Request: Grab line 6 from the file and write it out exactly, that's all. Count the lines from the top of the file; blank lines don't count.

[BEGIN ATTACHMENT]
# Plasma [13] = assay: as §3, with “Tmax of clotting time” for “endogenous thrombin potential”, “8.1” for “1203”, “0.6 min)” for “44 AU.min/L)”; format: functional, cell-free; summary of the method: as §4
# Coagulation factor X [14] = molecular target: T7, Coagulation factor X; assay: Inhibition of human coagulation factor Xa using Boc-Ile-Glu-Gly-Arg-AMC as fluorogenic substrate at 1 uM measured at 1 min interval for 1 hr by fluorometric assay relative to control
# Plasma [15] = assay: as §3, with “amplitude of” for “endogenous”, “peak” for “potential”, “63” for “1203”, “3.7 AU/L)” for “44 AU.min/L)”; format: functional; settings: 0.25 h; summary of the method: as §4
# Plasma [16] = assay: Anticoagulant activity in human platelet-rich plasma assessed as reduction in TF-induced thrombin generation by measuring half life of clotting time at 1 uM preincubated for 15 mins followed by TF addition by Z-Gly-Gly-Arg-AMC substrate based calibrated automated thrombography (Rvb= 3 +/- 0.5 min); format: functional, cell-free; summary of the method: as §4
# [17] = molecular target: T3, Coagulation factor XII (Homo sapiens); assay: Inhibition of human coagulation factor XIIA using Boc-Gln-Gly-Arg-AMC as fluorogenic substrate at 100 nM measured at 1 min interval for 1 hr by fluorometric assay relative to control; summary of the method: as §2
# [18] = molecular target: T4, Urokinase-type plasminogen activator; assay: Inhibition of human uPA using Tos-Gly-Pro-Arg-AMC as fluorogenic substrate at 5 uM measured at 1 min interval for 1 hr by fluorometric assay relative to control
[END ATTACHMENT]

# [18] = molecular target: T4, Urokinase-type plasminogen activator; assay: Inhibition of human uPA using Tos-Gly-Pro-Arg-AMC as fluorogenic substrate at 5 uM measured at 1 min interval for 1 hr by fluorometric assay relative to control